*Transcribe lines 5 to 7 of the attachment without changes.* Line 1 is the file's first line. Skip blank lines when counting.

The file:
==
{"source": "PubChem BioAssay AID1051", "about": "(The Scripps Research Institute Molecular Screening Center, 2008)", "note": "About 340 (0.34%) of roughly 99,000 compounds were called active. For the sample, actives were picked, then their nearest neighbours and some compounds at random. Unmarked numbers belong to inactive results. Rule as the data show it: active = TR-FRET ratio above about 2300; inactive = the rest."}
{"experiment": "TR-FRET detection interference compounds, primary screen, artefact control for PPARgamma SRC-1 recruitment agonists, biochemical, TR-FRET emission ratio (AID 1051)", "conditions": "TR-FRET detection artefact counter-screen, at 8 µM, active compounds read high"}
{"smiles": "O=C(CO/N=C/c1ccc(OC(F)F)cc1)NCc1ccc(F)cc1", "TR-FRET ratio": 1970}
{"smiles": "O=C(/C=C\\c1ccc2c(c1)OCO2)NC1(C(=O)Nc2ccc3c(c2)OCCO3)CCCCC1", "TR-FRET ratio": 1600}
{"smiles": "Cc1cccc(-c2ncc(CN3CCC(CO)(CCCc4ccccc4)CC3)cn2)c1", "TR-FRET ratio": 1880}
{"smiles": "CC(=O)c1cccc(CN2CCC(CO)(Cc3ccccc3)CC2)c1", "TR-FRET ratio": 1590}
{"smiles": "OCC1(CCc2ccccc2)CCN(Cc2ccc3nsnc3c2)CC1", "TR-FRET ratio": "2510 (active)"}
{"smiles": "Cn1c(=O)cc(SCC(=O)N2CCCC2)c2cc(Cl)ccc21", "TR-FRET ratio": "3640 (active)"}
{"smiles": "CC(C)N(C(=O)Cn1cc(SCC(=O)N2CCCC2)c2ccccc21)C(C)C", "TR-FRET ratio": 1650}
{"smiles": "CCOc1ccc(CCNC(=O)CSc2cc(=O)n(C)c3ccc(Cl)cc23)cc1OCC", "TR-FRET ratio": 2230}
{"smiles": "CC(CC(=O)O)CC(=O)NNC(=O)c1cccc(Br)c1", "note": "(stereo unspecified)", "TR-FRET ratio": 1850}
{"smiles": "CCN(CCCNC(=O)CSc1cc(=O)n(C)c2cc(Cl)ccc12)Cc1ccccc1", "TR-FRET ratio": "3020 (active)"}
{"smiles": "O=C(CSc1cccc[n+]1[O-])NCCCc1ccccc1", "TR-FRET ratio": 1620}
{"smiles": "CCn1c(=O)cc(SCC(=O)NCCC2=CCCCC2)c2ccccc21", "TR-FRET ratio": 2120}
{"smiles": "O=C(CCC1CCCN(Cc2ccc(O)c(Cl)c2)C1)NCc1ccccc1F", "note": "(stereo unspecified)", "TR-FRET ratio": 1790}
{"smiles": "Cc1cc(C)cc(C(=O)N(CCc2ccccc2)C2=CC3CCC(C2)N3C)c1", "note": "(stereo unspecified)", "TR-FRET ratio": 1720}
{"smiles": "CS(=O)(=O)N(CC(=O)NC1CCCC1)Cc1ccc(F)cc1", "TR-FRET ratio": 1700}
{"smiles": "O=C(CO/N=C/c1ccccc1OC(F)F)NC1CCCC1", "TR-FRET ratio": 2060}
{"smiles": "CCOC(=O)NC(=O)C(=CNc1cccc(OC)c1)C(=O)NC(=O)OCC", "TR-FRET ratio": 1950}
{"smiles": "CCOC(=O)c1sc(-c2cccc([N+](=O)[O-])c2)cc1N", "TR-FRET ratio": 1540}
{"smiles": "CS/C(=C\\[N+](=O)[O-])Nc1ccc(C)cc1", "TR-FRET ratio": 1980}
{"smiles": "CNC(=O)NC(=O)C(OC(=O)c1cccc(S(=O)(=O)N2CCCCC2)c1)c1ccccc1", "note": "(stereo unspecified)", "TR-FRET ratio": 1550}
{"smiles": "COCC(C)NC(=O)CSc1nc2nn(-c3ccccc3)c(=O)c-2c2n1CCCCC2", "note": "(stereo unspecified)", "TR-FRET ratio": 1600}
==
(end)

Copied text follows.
{"smiles": "Cc1cccc(-c2ncc(CN3CCC(CO)(CCCc4ccccc4)CC3)cn2)c1", "TR-FRET ratio": 1880}
{"smiles": "CC(=O)c1cccc(CN2CCC(CO)(Cc3ccccc3)CC2)c1", "TR-FRET ratio": 1590}
{"smiles": "OCC1(CCc2ccccc2)CCN(Cc2ccc3nsnc3c2)CC1", "TR-FRET ratio": "2510 (active)"}